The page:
By Jill Camacho
When your struggles seem to never end…
Talking with hundreds of moms online each month, one of the most common heartbreaks I see lies in having no hope. It’s a tough thing to bear when your daily struggles of life have no foreseeable end. It reminds me of Proverbs 13:12 ESV; “Hope deferred makes the heart sick, but a desire fulfilled is a tree of life.”
As a newer mom, I wrestled with tunnel vision and hopelessness. My circumstances were truly difficult, but they weren’t forever. The thing is, it was so easy to live life (and treat others) as though it was. Looking back, I believe the way I was handling my problems made my heart sick, as well as poisoned those around me.
Time changes all things
Looking back at all the difficult phases in our life, they’ve all ended. Even when it seemed like, in the moment, we’d never see a reprieve. If you’re feeling this way in your life, or in your homeschool, please take heart! All things change, ebb, and flow.
If you’re feeling like your child will never, for example, learn to sit still, stay calm, or read simple words (anything really), you’re not alone. Feeling that way is normal. Feeling sad is natural when hope is floating farther and farther away.
We have hope
But we have hope in Jesus. He knows how we feel, and he will redeem every bad situation. We may not know if each redemption is on this side of Heaven or not, but we do have hope.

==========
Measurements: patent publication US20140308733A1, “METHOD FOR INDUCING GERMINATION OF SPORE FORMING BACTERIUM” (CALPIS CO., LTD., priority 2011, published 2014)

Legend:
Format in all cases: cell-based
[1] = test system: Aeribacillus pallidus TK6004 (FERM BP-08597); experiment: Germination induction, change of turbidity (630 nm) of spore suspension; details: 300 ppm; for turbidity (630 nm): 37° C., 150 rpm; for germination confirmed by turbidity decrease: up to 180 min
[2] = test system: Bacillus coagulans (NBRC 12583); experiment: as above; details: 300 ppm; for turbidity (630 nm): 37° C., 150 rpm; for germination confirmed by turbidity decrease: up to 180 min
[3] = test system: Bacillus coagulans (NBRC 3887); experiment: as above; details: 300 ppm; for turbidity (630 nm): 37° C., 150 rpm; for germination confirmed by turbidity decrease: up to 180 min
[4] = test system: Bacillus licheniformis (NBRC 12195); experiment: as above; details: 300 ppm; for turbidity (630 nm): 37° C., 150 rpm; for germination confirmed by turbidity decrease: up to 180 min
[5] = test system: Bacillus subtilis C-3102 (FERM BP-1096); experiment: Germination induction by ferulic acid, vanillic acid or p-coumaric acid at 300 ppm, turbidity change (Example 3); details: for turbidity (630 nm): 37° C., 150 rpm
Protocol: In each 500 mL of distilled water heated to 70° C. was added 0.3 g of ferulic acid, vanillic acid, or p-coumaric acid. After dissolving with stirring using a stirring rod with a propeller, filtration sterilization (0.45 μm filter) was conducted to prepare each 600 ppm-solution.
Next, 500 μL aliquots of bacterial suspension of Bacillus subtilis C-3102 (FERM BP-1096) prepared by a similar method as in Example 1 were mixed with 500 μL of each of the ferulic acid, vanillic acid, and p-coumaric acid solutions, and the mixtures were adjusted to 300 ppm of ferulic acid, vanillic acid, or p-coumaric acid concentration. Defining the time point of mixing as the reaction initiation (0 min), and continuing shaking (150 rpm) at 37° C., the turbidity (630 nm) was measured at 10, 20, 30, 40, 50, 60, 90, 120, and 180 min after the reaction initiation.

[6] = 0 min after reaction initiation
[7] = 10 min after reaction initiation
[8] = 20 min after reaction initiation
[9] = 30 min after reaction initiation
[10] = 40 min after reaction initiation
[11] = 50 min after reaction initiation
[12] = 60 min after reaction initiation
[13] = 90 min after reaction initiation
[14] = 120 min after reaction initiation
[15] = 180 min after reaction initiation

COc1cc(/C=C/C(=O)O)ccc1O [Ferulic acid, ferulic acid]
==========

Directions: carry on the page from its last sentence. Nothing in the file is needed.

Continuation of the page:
What helps me in these situations is switching my perspective. I do this by actively remembering our past struggles. I remember how certain situations felt as though they may never end, compared to how long ago they now feel. “What was it God taught me in those seasons?” I ask myself.
I try and think of what I can learn now and pray, asking God for peace and to help me lay things down. I pray for eyes to see all the blessings He’s given me and for faith that helps me weather the storms through weary days. In addition to these things, I seek support!
These are all things you may want to try too! Don’t minimize your issues by telling yourself they are “not as bad as other people’s problems.” Leaving sadness and hopelessness unaddressed isn’t healthy. Find a supportive ear or two (whether in person or an online support group) and consider counseling with a therapist or trusted church staff member if you suspect it’s needed. Therapy has been some of the greatest help I’ve had!
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